Florida elections, 2013
- See also: Absentee Voting
All voters are eligible to vote absentee in Florida. There are no special eligibility requirements for voting absentee. An excuse is only required if a voter waits until Election Day to pick up or have delivered the absentee ballot.
To vote absentee, an absentee ballot application must be received by the election office at least six days prior to the election. A returned absentee ballot must then be received by the elections office by 7:00 p.m. on Election Day.
Military and overseas voting
For full details regarding military and overseas voting, visit the Federal Voting Assistance Program.
- See also: Early voting
Florida is one of 34 states that has early voting with no specific requirements as to who can vote early. Early voting begins at least 10 days before an election and ends three days prior to Election Day. The average number of days prior to an election that voters can cast an early ballot is 21 days in states with a definitive starting date.
Senator Miguel Diaz de la Portilla (R), who sponsored the 2011 law that reduced the number of early voting days in Florida, authored a bill which would provide increased early voting opportunities.
The proposal was to give counties an extra day for early voting before a general election and allow them to keep polls open for 14 hours. In addition, the bill required all elections supervisors to submit a report three months prior to a general election, outlining preparations for that election.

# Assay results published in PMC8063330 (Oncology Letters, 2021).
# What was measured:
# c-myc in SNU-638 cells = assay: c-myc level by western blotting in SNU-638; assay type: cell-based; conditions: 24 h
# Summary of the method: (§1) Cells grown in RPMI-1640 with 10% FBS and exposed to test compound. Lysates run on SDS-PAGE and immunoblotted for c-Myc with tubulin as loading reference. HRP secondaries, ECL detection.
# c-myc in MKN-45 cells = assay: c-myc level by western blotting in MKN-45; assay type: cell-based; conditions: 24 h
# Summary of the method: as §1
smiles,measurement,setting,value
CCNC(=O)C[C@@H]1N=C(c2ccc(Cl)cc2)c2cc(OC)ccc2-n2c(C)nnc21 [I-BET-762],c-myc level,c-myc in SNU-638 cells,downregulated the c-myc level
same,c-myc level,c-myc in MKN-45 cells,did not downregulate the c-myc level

In addition, Florida's election supervisors asked the legislature for the following changes with respect to early voting:
- Require that the Legislature comply with the 75-word ballot summary requirement that is required for citizen-led ballot initiatives (Lawmakers exempted themselves from that requirement years ago, and ordered the full text of several amendments to be on the November ballot, a leading contributor to long lines at polling places).
- Require eight days of early voting in primary and general elections "with the option for supervisors to provide additional days not to exceed 14 days." (In 2011 the legislature reduced the number of early voting days from 14 to 8).
- Give election supervisors the leeway to select more early voting sites (currently limited to election offices, city halls and libraries).
In 2011, the Republican-controlled legislature cut the number of early voting days from 12 to eight. However, due to a ruling by the U.S. District Court for the District of Columbia, the counties of Collier, Hardee, Hendry, Hillsborough, and Monroe would retain their full 12 days of early voting. That is because these counties are covered by Section 5 of the Voting Rights Act of 1965.
The Justice Department has since agreed with the state's early voting schedule provided that the five counties must offer 96 hours of voting between the hours of 7 a.m. and 7 p.m. over eight days, the maximum under the law. Both the counties and the state have agreed to the terms, so the case should now be thrown out.
- Florida Division of Elections Website, "Absentee Voting," accessed December 18, 2013
- Florida Division of Elections Website, "Early Voting," accessed December 18, 2013
- SunSentinel.com, "2011 elex law sponsor files bill to change early voting," January 7, 2013
- Miami Herald, "Election supervisors want up to 14 early voting days," January 10, 2012
- Reuters, "Florida restores early voting days, moves back primary," May 3, 2013
- The New York Times, "Court Approves Schedule for Florida Early Voting," September 13, 2012